One of our very own Supergays, ampoule writer and poet Cheryl Dumesnil contributed this article to Out & Around. Thanks Cheryl for your contribution!

The first time I watched The L Word, treatment I hated it. A bunch of women drinking fifteen-dollar cosmos and making crappy relationship choices? Who needs it? I eschewed invitations to viewing parties, nurse panned the show whenever anyone talked about it, rolled my eyes over the fawning articles in lesbo magazines. Whatever. If I wanted to watch lesbians behave badly, I could drive to San Francisco anytime for a live show.

Fast-forward seven years. Recently my wife Tracie decided to download an episode of The L Word on Netflix. In protest, I decided to read a book. However, a few minutes into the show, I caught myself glancing up at Tracie’s computer screen. Halfway through, I adjusted my position on the couch for a better view. By the time that episode ended, I was begging for another one. Addicted. Shamelessly.

What the hell happened?

Well, for one thing, seven years ago, “Cheryl the L Word Hater” was a former San Francisco single who had shacked up in the ‘burbs with the love of her life. In other words, I was done with the bar scene and all its ensuing drama. Also, back then (read: before said love-of-my-life and I had kids), I could indulge in lesbian culture anytime I wanted. I took for granted my proximity to the trifecta of lesbian Meccas: San Francisco, Berkeley, Oakland.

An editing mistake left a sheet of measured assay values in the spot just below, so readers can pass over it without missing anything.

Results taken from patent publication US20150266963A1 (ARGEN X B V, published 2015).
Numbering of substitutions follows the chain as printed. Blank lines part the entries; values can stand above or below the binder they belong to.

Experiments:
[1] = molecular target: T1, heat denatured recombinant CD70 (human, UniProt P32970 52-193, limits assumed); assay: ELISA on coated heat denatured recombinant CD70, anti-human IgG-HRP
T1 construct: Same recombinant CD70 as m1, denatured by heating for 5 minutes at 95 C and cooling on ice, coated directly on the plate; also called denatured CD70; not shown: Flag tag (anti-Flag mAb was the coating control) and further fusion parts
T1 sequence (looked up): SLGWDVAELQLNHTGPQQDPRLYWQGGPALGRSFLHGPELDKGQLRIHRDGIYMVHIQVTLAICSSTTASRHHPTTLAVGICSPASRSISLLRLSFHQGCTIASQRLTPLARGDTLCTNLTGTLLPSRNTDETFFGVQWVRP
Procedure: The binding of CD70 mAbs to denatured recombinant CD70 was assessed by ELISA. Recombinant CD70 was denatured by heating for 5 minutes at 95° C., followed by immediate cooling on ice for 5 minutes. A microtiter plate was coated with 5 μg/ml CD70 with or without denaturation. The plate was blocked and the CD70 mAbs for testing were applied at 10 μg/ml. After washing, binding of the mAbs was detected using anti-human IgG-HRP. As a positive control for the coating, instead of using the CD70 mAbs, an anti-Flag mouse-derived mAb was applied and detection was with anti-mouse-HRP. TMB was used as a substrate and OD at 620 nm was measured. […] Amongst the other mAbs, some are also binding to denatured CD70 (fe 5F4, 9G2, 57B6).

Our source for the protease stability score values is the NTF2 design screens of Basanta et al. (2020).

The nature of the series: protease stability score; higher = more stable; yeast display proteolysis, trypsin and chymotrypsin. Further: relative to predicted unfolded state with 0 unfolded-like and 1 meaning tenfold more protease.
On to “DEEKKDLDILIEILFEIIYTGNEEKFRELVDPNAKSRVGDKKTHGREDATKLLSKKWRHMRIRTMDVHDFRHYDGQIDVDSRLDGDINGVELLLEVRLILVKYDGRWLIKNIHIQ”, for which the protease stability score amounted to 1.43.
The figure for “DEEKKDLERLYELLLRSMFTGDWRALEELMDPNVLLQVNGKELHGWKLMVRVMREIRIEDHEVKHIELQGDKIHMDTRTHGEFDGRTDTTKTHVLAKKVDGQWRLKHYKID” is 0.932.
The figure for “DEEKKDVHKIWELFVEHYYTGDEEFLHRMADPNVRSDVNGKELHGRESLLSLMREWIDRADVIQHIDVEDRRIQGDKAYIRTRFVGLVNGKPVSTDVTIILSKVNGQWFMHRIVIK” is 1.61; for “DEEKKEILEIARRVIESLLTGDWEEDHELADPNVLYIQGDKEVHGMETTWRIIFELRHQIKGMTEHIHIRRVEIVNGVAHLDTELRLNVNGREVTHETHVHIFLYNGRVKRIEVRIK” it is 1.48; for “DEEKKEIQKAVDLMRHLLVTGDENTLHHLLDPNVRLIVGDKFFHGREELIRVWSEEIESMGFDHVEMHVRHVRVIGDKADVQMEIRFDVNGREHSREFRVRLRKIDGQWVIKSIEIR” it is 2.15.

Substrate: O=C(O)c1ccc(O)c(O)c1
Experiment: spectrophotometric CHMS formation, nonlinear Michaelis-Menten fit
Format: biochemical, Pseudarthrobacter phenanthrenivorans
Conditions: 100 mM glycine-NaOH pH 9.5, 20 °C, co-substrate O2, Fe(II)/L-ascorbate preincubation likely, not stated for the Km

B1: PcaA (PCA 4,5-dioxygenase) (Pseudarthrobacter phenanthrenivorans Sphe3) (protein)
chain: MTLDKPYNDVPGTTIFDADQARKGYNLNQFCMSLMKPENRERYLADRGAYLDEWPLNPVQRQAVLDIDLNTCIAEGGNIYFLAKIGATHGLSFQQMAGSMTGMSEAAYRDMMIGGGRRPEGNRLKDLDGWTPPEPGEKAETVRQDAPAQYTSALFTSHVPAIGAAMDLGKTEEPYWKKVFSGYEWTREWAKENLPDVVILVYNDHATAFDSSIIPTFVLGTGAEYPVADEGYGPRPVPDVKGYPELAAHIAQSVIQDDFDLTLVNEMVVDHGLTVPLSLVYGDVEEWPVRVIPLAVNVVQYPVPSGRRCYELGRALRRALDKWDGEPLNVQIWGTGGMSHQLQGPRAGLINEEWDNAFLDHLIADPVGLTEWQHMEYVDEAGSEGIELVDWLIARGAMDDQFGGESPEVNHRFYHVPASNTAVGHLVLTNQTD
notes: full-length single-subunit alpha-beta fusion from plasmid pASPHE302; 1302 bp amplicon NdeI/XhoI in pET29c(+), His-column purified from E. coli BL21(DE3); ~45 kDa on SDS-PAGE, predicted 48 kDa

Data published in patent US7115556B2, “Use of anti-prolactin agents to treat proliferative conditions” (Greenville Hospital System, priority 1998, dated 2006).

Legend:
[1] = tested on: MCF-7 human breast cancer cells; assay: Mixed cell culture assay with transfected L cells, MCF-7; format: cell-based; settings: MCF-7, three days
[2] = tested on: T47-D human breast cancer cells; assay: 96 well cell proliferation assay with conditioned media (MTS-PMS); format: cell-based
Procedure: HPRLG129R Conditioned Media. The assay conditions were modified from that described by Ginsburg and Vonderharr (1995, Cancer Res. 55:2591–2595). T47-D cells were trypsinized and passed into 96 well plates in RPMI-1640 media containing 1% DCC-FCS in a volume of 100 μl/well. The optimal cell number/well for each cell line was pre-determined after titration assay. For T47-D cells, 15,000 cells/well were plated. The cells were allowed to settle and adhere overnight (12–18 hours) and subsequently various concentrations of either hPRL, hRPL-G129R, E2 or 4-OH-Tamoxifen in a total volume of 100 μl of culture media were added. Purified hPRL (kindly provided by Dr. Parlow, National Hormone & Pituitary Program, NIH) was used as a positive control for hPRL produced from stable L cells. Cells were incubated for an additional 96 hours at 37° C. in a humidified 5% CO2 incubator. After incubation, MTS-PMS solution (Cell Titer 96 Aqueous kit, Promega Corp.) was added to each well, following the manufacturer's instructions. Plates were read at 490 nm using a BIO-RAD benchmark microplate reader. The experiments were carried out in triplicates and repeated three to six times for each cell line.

And then we had kids.

Parenthood messes with every newly-minted parent’s identity, regardless of sexual orientation. I got a sneak preview of this identity transformation one afternoon while I was strolling my six-months-pregnant belly around the block, past The Other Lesbian’s house. This is what Tracie and I called our neighbor: The Other Lesbian.

Me: “Hey, I saw Barbara today.”

Tracie: “Who?”

Me: “You know, The Other Lesbian.”